The other day I was watching a social game show I’ve been following on and off for several years called Big Brother. This show is about several people who go into a house for 90 days and each week someone is voted out of the house by the house guests. They are without any external contact nor can they use phones for those 90 days. They are isolated and kept away from society, voluntarily, on purpose. This is a game.
As of today, there are only five remaining house guests. The eventual winner will get $500,000 and the runner up will receive $50,000. On the episode the other day, the final five house guests were treated with a special gift, a personal concert with artist Bebe Rexa. At the end of her performance, Bebe Rexa asked, “Do you guys feel clearer and less burdened without your phones and social media?” implying a sense of spiritual cleansing and a type of connection with other human beings that may not exist anymore. They all responded with a resounding, “Yes.”
After the show, I started to reflect on that moment. Out of the entire hour episode, that question and response was all I could remember. Why was that such a poignant question? How demanding on one’s soul can social media be? I definitely understand that times have changed (and are changing) and I even get that homosapiens of today have evolved in that sense. I believe in the next few generations, our children will be born with hooked necks. So I get all that, but I wondered how consuming can that really be for people of today where a “cleansing” is needed in order to connect with people?
I have never experienced social media. I’ve been incarcerated for 15 and a half years. When I was last out there, there was no such thing as Facebook, Twitter, Instagram, SnapChat, YouTube. The term “social media” did not exist yet. Man, there weren’t even any cameras on phones yet. So I don’t know that life because I have never been exposed to it. Ironically, I’m still considered a millennial.
I wondered what that has done for me and to me. I see benefits and negatives in both. For one, I have been able to communicate with people, face to face, no distractions of phones. There is a lot of active listening and observance of body language and even analyzing facial expressions as they happen. It can be that attentive. This has allowed me to actually give my undivided attention to not just what people are saying, but what they are truly feeling and going through in their lives. I feel like I can “be there” for people on a genuine, all encompassing regard. On the other hand, I wonder if those “people skills” will be useful whenever I do return back to society. Though I may be attentive, will my company also be present? Or will I be so removed from how society functions that adjusting to people and finding ways to connect will be difficult for me? And lets say I fully integrate. Meaning, I learn everything there is about social media and life with a phone that I completely throw away who I am as a communicator and assimilate into today’s modern human?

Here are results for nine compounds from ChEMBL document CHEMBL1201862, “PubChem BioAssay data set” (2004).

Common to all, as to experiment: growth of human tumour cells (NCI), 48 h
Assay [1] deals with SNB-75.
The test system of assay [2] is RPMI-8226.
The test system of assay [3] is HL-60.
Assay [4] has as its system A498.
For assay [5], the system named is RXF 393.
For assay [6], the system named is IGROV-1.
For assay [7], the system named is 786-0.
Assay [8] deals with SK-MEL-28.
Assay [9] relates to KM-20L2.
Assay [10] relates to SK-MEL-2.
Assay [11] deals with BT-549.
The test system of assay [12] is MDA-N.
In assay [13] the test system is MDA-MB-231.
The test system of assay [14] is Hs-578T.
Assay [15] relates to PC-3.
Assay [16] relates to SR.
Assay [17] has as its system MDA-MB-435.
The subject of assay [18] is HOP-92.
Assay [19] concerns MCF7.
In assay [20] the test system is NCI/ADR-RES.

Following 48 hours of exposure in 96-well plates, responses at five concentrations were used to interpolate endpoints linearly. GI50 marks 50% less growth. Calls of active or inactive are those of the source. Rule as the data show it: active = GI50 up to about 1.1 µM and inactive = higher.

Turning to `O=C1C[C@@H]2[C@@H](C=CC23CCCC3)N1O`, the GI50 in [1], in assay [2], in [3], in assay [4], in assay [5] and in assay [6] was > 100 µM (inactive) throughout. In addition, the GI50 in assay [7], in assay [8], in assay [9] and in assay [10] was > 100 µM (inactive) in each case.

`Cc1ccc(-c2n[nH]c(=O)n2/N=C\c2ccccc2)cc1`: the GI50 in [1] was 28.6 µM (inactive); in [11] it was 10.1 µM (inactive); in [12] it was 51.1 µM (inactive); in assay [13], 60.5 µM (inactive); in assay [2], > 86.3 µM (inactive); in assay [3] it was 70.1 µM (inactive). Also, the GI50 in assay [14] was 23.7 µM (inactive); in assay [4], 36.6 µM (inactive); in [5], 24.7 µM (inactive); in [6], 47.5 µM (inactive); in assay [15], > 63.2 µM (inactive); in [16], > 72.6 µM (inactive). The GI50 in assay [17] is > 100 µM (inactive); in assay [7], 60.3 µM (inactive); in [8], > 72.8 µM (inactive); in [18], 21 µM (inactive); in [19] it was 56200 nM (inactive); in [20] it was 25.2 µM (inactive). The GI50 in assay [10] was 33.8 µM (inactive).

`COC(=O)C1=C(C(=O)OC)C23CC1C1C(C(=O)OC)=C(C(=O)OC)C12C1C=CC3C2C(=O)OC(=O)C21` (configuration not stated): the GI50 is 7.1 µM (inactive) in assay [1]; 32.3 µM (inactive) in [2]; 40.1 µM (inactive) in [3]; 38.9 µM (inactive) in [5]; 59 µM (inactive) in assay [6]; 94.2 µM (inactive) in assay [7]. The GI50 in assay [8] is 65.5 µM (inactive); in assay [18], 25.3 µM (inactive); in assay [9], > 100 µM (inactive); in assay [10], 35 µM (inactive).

It seems as though many of my formerly incarcerated friends who have left here are adjusting really well. Guys like Phil Melendez, Anouthinh Pangthong, Antoine “Aziz” Brown and Shadeed Wallace-Stepter. From what I hear, they have embraced social media wholeheartedly and apparently the learning experience has been riotous. Aziz has photoshopped himself between two lions on Facebook and Phil has already walked into a glass door while entrenched in his phone. Also from what I hear, they over-post stuff. Helarious. It’s funny, some people who know me say that I will take endless selfies. Others say I will post incessantly as well. Who knows. I do know one thing, I will never fall into a pond or walk into glass door. (I hope).
Credit: Abdul Aziz on Facebook
Either way, I believe what I fear most is losing a sense of genuine connection. I want trust, care, attentiveness and a sincere and safe sense of interdependence to be a part of all my close relationships. It is something I have been seeking my entire life. I feel like I found some of that while incarcerated, but whenever I depart from these walls, those close-kit trusted relationships will be left behind with my mattress.
As these house guests continue to vote each other out, and when the show ends, they will all return back to their regular lives. They will be able to get to their phones, go back on social media, and get immersed back into today’s evolved society. I wonder how many of them will remember those 90 days spent without phones and social media and how those days were spent connecting on intimate levels they have perhaps never experienced.
Adnan Khan is the Executive Director and co-founder of Re:Store Justice which he co-founded while incarcerated. Adnan was sentenced to 25 years to life under the Felony/Murder rule at the age of 18. While in prison, he inspired, launched and worked on the Felony/Murder rule legislation (Senate Bill 1437) with his organization, Re:Store Justice. The bill passed and after serving 16 years, in January 2019, Adnan was the first person re-sentenced under the bill he helped create. In addition, during his incarceration, he created FIRSTWATCH, a media filmmaking project produced entirely by incarcerated men at San Quentin State Prison that still produces short films today.
His sentence was also commuted by Governor Jerry Brown in December 2018.
Today, he is continues his advocacy work nationally as well as internationally. He is an Art for Justice Fellow and is on the California Reentry Enrichment Grant steering committee.